In perfecting a game like this, genius may be less in what's put in, but in knowing what to leave out. Even the designers seem to realize this, noting "Toward the end we had to reject some new ideas to keep the game down to a manageable level". It does seem that some entire rules sections, such as Land Moves, might profitably have been omitted. With Sea Moves, a card-based system probably would have been easier to use than dice lookups, and yet just as realistic. Other sections feel too complicated for what they are. There are four pages of tables in the game so there is a lot of looking up to do. Trading, for example, really needs a computer brain rather than the typical human one. For example, suppose you find yourself in a port and wish to know what is most profitable to purchase. There are 7 types of items for which you need to go through 2 relatively lengthy tables (4 affecting factors) to figure out how many are available and at what prices. Then if you really want to be efficient about it, you need to go through similar calculations for nearby islands to figure out what kind of sale price you can get there. This is so much information that there is no way you are going to remember all of the numbers so you will either be making some snap decisions or writing everything down, both of which are rather objectionable if you think about it. Not to mention that what you buy will be greatly affected by your cargo capacity. In addition, you will be needing to make calculations of the nature, "OK, I have 1047 to spend and Tobacco is available at 37, so how many can I buy and with how much money left over?" I suspect nearly all of us will be resorting to the calculator.
What may be lost in all of this is that ineffable feeling of fun which is hard to define, but we all know when we feel it. Perhaps there is just too much table consultation and calculation. In a game one wants to be the executive and say "What's the bottom line?", but this game seems to force us to be the flunkies in the accounting department as well.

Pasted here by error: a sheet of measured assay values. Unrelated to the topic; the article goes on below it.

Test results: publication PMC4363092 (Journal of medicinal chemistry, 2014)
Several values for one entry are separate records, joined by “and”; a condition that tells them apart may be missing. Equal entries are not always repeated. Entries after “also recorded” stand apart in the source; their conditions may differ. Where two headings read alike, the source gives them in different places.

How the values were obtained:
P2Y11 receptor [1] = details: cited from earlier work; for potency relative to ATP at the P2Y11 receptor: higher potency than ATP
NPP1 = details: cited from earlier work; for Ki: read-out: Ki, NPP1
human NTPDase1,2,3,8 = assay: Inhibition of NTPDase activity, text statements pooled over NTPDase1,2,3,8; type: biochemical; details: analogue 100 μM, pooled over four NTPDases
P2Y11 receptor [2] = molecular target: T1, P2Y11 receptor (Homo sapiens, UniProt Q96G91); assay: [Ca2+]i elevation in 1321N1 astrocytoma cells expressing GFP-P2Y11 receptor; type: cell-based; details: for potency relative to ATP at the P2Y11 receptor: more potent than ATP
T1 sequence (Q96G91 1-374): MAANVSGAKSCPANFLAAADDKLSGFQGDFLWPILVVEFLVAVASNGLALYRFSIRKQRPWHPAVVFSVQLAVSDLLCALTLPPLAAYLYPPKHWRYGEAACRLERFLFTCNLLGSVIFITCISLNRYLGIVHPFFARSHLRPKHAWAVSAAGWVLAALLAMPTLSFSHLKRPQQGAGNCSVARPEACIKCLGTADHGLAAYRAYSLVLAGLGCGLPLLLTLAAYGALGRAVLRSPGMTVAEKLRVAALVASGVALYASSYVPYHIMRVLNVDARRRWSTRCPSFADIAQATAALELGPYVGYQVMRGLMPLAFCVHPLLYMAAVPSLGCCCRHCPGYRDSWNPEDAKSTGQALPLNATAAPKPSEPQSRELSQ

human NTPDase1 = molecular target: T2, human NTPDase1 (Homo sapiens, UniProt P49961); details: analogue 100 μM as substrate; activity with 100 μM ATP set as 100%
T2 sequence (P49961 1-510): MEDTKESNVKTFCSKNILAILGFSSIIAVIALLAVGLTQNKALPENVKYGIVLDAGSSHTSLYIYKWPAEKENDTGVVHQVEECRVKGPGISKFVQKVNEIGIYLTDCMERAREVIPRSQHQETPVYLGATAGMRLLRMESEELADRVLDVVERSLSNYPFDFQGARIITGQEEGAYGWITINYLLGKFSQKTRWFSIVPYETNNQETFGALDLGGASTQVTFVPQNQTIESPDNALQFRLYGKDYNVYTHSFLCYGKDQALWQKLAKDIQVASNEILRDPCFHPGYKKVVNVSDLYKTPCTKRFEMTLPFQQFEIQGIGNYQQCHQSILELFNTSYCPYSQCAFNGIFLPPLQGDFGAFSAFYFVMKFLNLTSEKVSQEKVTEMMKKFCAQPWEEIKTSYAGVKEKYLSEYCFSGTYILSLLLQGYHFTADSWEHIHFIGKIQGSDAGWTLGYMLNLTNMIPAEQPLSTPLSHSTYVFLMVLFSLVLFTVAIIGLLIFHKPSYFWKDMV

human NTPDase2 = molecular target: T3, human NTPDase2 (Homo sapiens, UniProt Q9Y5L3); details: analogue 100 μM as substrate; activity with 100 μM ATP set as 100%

Otherwise, although I initially had misgivings about there being only one trade triangle, I think in retrospect that it is probably correct. This is especially so if it is historical, but even if not, it forces players to break out of only the mechanistic trading part of the game and undergo the encounter and combat rules as well.
The game designers also went to a lot of trouble in this tame to get a lot of the details right. My guess is that it indicates a lot of playtesting. Nearly all of the tables are gathered together in a single card and located intelligently within it. The important movement tables are printed right on the board. The player cards are well laid out and tracking of gold, provisions, ammunition etc. is extremely clear and easy to do. All of the counters are reproduced in the rules in case you should lose one, etc. Many more examples of this rare and high degree of thoroughness could be cited. Although the authors provide no bibliography, the feeling of realism is extremely high, although in comparison with other games on the topic, the obvious one being Blackbeard, (which curiously also appeared in 1992), there is a strange absence of the flavorful chrome items like named pirates, Duels, Drunkenness and Revelry, torture, hostages, etc. Apparently the designers' take, which seems a fair one, is that the popular history of the era is more fanciful than real.
It's difficult to say exactly what type of player will be taken with this game. Those who like "crack the system" trading games, but also like combat in games are the obvious candidates. However, even for these it is not clear that the game is rewarding enough to endure all of the table lookups and calculations that the game requires. This is particularly true when one player is taking a long turn and others have had a simple move with no encounters turn. It may be then that the best audience is the solitaire player who enjoys competing with the system via the solitaire scenarios presented here. Unfortunately, those of us seeking the ultimate multi-player trading game, are left still searching.